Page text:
Faeldon dares 2 lawmakers to file charges against him
Outgoing Customs Commissioner Nicanor Faeldon on Tuesday dared Sen. Panfilo Lacson and Surigao del Norte Rep. Ace Barbers to file charges against him over alleged corruption in the Bureau of Customs (BOC).
“I challenge you (Lacson) to file cases against all those you have named as involved in corruption. If you cannot file a case against us, that is such an idiotic move of yours,” Faeldon said at Tuesday’s flag-raising ceremony attended BOC officials and employees.
“I also challenge Barbers who appears to be wanting to run again for the Senate. File a case immediately,” he said.
In a privilege speech last week, Lacson said Faeldon was among those receiving “bribe” money, including P100 million as a “welcome gift” right after he assumed the top BOC post.
House committee probe
Faeldon, who has denied the allegation, is under fire due to the P6.4 billion worth of “shabu” (crystal meth) smuggled into the country from China via the BOC.
It was Barbers who first called for Faeldon’s resignation.
The House committee on dangerous drugs, which Barbers chairs, has approved a committee report recommending the filing of criminal and administrative charges against Faeldon and other officials allegedly involved in
the “tara” (payola) system in the BOC.
Faeldon hit back at Lacson on Thursday, saying the senator’s son, Panfilo “Pampi” Lacson Jr., had been smuggling billions of pesos worth of cement into the country.
“Senator Lacson, you are wrong when you accused me that I have tolerated corruption in the bureau. You should have come here. The only clear corrupt practices done here, as far as my investigation is concerned, are the activities in which your son is involved,” he said.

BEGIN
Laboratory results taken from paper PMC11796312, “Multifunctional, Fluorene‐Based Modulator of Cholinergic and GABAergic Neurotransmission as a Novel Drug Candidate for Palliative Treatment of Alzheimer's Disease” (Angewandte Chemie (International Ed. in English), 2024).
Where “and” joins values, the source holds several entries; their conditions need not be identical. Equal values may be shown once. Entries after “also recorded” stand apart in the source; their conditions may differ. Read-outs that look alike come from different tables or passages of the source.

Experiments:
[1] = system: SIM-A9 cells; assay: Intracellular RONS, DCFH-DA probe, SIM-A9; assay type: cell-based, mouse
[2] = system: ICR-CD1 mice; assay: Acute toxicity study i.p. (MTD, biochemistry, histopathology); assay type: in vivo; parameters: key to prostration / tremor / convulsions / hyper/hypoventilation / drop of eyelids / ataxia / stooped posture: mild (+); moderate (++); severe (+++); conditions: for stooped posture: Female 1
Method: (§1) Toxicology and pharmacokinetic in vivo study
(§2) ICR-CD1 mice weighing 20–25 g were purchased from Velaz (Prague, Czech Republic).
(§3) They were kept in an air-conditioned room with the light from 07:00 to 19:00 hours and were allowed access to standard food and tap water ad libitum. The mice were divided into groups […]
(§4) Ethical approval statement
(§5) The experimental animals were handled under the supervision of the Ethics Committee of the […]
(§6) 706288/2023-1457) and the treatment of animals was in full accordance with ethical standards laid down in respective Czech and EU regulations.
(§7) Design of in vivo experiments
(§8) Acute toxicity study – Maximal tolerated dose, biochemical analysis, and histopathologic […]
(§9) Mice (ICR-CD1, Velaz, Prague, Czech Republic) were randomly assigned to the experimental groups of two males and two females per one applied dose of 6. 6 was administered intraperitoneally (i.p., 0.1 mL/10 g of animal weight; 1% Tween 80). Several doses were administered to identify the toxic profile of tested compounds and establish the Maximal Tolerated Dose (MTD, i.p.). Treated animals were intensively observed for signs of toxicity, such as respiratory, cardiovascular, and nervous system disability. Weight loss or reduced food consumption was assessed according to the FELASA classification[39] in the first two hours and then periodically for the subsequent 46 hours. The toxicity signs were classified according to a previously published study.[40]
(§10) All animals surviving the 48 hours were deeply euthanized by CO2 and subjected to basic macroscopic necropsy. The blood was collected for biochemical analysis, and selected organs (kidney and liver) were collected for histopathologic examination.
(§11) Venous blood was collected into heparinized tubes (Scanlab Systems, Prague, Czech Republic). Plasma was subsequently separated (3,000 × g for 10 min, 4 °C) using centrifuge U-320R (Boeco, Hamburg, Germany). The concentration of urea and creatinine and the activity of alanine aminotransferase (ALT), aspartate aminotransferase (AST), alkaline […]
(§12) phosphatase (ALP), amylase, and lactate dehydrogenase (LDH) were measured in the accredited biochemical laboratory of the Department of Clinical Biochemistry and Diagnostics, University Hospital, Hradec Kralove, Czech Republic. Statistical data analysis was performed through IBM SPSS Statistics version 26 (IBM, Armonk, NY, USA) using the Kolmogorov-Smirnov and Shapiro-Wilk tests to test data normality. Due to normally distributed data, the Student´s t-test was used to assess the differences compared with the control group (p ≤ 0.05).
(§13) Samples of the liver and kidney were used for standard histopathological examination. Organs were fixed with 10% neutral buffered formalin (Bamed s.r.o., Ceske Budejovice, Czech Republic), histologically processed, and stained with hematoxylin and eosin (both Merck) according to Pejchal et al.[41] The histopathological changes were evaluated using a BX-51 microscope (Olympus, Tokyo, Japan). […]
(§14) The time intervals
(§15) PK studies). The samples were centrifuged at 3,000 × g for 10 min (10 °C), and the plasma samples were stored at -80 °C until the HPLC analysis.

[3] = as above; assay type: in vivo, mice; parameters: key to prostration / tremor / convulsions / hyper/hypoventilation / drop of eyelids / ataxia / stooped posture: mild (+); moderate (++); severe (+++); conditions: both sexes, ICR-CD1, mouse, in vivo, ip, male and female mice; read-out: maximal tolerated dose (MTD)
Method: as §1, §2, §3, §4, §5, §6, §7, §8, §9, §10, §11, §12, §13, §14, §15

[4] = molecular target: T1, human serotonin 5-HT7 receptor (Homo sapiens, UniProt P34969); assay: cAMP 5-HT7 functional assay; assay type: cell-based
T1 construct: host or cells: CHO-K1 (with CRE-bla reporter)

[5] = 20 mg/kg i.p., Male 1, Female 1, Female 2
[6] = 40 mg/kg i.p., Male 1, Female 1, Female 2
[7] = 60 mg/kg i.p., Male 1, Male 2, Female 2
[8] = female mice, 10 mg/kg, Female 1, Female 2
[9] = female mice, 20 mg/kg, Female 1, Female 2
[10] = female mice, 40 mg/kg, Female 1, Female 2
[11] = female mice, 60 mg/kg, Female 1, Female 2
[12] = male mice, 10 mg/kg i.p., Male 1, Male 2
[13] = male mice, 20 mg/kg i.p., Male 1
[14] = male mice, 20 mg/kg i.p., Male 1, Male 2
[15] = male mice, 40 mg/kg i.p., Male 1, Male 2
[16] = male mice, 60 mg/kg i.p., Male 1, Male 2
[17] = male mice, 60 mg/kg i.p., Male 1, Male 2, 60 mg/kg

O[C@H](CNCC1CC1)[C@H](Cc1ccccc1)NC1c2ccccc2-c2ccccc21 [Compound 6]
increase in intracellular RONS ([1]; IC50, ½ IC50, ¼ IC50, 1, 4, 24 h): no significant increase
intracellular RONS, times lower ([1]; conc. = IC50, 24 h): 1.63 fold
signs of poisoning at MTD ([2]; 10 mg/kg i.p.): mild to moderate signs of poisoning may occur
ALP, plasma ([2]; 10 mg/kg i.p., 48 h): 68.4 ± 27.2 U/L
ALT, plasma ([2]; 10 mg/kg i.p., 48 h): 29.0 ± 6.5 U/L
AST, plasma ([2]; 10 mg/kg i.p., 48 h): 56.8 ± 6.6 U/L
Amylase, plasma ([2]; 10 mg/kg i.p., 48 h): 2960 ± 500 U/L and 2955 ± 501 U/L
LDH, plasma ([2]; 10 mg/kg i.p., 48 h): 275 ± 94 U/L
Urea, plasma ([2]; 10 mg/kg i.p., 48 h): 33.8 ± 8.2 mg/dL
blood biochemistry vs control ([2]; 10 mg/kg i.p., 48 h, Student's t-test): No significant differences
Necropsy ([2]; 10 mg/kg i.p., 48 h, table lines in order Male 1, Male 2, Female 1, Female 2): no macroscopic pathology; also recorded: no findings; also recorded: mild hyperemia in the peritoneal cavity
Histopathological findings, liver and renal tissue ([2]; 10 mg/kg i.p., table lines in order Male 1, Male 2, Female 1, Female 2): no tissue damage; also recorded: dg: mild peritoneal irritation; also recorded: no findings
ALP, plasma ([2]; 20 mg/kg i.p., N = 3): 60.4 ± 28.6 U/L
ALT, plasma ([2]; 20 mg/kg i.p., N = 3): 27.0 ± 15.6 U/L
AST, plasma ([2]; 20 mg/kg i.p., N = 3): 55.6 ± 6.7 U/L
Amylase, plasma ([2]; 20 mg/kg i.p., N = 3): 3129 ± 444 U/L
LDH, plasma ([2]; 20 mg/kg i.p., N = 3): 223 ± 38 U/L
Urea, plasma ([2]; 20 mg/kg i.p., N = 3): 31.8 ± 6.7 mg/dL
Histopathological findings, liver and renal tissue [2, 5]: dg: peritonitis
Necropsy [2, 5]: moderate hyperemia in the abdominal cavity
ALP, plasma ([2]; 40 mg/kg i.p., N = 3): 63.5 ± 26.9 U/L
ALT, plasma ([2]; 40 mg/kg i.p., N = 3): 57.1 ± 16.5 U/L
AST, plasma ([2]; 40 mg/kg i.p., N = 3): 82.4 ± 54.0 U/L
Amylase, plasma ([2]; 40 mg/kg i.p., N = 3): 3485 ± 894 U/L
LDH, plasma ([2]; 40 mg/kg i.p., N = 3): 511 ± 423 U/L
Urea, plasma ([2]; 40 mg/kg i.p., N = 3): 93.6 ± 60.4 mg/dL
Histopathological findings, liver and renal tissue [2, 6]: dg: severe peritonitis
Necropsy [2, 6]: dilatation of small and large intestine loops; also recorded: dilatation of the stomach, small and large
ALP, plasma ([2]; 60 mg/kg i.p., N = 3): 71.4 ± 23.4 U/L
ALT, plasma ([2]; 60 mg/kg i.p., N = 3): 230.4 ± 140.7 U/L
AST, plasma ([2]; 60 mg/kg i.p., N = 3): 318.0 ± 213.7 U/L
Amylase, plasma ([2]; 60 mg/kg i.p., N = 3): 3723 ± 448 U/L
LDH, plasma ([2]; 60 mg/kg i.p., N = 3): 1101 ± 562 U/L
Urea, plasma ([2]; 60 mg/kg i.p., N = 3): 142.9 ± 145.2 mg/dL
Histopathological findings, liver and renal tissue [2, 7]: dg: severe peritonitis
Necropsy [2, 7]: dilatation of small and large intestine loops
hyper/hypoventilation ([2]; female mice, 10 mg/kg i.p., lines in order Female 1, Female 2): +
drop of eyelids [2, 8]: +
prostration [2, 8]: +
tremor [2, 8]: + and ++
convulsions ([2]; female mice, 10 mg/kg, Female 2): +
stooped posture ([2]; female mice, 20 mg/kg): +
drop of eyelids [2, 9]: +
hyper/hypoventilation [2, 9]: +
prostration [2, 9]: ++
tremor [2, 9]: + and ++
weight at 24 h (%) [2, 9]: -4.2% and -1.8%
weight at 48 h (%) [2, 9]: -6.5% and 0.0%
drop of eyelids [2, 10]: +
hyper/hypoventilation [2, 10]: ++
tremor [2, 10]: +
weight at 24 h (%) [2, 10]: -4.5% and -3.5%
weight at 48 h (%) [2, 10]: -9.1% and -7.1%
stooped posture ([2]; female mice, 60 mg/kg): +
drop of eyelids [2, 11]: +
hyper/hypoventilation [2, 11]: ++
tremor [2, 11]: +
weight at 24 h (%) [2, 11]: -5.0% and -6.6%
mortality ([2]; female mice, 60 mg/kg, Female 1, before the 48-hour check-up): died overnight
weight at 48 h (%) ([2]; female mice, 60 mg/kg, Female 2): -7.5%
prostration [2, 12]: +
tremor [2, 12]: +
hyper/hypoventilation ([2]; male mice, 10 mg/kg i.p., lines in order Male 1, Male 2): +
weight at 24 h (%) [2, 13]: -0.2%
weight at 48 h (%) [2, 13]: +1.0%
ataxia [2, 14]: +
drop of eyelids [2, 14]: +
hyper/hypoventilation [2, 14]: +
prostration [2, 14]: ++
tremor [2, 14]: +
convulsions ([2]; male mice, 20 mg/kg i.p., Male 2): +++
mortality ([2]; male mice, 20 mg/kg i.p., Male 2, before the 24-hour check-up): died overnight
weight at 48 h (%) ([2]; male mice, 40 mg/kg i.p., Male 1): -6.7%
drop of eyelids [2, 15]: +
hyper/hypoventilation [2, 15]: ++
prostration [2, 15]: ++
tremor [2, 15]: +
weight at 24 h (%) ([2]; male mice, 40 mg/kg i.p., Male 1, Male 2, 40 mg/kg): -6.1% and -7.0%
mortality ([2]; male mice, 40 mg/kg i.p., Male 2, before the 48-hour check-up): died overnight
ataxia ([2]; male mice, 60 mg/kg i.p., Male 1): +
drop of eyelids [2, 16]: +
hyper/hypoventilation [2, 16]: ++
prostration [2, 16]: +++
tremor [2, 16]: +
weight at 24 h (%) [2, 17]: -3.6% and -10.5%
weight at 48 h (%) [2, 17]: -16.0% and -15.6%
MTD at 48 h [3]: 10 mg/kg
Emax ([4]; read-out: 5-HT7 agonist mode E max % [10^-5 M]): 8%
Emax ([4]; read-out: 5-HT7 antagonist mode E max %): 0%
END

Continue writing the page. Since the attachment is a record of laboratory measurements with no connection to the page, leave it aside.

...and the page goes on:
Pursuit of justice
Faeldon said he would file a case against Lacson Jr.
“I will prove that your son is involved in smuggling. I will file a case so that your hypocrisy can be uncovered,” he said.
Faeldon vowed to pursue justice for all those named by Lacson as corrupt.
“I will challenge the limitation of your immunity, in court and in public opinion,” he said of the senator, as he appealed to the public to help, instead of maligning the bureau.
“If you really care for this bureau, help it. You can do a lot to help it so that it can be reformed,” Faeldon said.
According to Faeldon, around 800 cases have been resolved under his leadership.
“Silently, our legal and accounts management office have conducted investigations. That’s why 800 cases have been resolved. There were importers who were suspended and their accreditation canceled,” he said
Faeldon added that some 1,400 cases were still being probed.
“We are not loudmouthed like you, Senator Lacson. We silently conducted those investigations,” he said.
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